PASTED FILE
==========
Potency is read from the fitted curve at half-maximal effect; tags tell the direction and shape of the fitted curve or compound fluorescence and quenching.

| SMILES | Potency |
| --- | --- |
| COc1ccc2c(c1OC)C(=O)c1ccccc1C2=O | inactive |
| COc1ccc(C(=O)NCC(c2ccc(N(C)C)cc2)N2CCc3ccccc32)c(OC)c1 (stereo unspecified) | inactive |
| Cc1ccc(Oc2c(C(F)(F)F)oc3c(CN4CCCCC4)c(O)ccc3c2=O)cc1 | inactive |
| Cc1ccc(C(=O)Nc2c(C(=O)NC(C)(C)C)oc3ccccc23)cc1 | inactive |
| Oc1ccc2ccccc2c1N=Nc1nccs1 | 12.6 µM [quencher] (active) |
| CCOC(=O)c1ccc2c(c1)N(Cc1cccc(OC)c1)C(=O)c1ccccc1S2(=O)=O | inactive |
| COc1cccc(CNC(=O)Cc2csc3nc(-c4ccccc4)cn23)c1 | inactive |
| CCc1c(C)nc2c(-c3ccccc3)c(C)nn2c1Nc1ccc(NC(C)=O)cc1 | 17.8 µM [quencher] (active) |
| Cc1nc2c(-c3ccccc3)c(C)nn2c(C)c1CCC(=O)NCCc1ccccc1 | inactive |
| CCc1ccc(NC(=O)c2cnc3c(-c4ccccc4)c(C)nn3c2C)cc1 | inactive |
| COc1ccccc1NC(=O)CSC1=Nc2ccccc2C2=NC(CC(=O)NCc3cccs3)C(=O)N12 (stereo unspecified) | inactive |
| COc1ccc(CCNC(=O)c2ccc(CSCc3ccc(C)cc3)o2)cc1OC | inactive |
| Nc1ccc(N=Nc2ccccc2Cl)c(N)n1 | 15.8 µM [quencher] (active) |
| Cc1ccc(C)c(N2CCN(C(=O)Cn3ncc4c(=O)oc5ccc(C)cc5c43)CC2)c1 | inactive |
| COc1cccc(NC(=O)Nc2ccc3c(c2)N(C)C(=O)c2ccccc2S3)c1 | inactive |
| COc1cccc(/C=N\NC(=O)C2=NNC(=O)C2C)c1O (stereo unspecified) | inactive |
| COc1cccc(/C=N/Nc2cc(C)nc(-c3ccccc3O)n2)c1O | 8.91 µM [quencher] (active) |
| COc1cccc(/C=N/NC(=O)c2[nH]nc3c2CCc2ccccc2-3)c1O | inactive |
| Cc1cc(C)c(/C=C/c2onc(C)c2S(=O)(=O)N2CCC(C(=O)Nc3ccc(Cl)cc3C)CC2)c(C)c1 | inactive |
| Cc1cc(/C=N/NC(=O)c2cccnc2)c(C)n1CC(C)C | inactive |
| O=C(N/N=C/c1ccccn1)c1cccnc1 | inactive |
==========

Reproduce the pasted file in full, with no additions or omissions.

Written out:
Potency is read from the fitted curve at half-maximal effect; tags tell the direction and shape of the fitted curve or compound fluorescence and quenching.

| SMILES | Potency |
| --- | --- |
| COc1ccc2c(c1OC)C(=O)c1ccccc1C2=O | inactive |
| COc1ccc(C(=O)NCC(c2ccc(N(C)C)cc2)N2CCc3ccccc32)c(OC)c1 (stereo unspecified) | inactive |
| Cc1ccc(Oc2c(C(F)(F)F)oc3c(CN4CCCCC4)c(O)ccc3c2=O)cc1 | inactive |
| Cc1ccc(C(=O)Nc2c(C(=O)NC(C)(C)C)oc3ccccc23)cc1 | inactive |
| Oc1ccc2ccccc2c1N=Nc1nccs1 | 12.6 µM [quencher] (active) |
| CCOC(=O)c1ccc2c(c1)N(Cc1cccc(OC)c1)C(=O)c1ccccc1S2(=O)=O | inactive |
| COc1cccc(CNC(=O)Cc2csc3nc(-c4ccccc4)cn23)c1 | inactive |
| CCc1c(C)nc2c(-c3ccccc3)c(C)nn2c1Nc1ccc(NC(C)=O)cc1 | 17.8 µM [quencher] (active) |
| Cc1nc2c(-c3ccccc3)c(C)nn2c(C)c1CCC(=O)NCCc1ccccc1 | inactive |
| CCc1ccc(NC(=O)c2cnc3c(-c4ccccc4)c(C)nn3c2C)cc1 | inactive |
| COc1ccccc1NC(=O)CSC1=Nc2ccccc2C2=NC(CC(=O)NCc3cccs3)C(=O)N12 (stereo unspecified) | inactive |
| COc1ccc(CCNC(=O)c2ccc(CSCc3ccc(C)cc3)o2)cc1OC | inactive |
| Nc1ccc(N=Nc2ccccc2Cl)c(N)n1 | 15.8 µM [quencher] (active) |
| Cc1ccc(C)c(N2CCN(C(=O)Cn3ncc4c(=O)oc5ccc(C)cc5c43)CC2)c1 | inactive |
| COc1cccc(NC(=O)Nc2ccc3c(c2)N(C)C(=O)c2ccccc2S3)c1 | inactive |
| COc1cccc(/C=N\NC(=O)C2=NNC(=O)C2C)c1O (stereo unspecified) | inactive |
| COc1cccc(/C=N/Nc2cc(C)nc(-c3ccccc3O)n2)c1O | 8.91 µM [quencher] (active) |
| COc1cccc(/C=N/NC(=O)c2[nH]nc3c2CCc2ccccc2-3)c1O | inactive |
| Cc1cc(C)c(/C=C/c2onc(C)c2S(=O)(=O)N2CCC(C(=O)Nc3ccc(Cl)cc3C)CC2)c(C)c1 | inactive |
| Cc1cc(/C=N/NC(=O)c2cccnc2)c(C)n1CC(C)C | inactive |
| O=C(N/N=C/c1ccccn1)c1cccnc1 | inactive |